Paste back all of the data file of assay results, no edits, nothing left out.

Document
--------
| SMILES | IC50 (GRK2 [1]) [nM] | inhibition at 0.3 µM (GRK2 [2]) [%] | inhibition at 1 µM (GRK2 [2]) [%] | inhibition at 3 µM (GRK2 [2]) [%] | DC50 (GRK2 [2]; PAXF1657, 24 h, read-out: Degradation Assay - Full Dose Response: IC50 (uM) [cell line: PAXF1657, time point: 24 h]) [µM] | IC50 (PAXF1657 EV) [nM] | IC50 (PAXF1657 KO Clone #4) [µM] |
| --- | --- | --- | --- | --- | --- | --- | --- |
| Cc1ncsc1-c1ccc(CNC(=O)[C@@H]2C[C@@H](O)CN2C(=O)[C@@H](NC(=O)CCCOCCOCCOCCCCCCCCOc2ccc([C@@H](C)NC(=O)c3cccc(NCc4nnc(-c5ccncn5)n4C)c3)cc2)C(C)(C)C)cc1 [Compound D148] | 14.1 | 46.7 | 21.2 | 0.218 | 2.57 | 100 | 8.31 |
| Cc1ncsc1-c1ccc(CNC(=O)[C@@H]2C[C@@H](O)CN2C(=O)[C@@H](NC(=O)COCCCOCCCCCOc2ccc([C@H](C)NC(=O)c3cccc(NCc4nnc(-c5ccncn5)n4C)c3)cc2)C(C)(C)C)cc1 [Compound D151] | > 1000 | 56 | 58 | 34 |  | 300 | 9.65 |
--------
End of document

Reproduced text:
| SMILES | IC50 (GRK2 [1]) [nM] | inhibition at 0.3 µM (GRK2 [2]) [%] | inhibition at 1 µM (GRK2 [2]) [%] | inhibition at 3 µM (GRK2 [2]) [%] | DC50 (GRK2 [2]; PAXF1657, 24 h, read-out: Degradation Assay - Full Dose Response: IC50 (uM) [cell line: PAXF1657, time point: 24 h]) [µM] | IC50 (PAXF1657 EV) [nM] | IC50 (PAXF1657 KO Clone #4) [µM] |
| --- | --- | --- | --- | --- | --- | --- | --- |
| Cc1ncsc1-c1ccc(CNC(=O)[C@@H]2C[C@@H](O)CN2C(=O)[C@@H](NC(=O)CCCOCCOCCOCCCCCCCCOc2ccc([C@@H](C)NC(=O)c3cccc(NCc4nnc(-c5ccncn5)n4C)c3)cc2)C(C)(C)C)cc1 [Compound D148] | 14.1 | 46.7 | 21.2 | 0.218 | 2.57 | 100 | 8.31 |
| Cc1ncsc1-c1ccc(CNC(=O)[C@@H]2C[C@@H](O)CN2C(=O)[C@@H](NC(=O)COCCCOCCCCCOc2ccc([C@H](C)NC(=O)c3cccc(NCc4nnc(-c5ccncn5)n4C)c3)cc2)C(C)(C)C)cc1 [Compound D151] | > 1000 | 56 | 58 | 34 |  | 300 | 9.65 |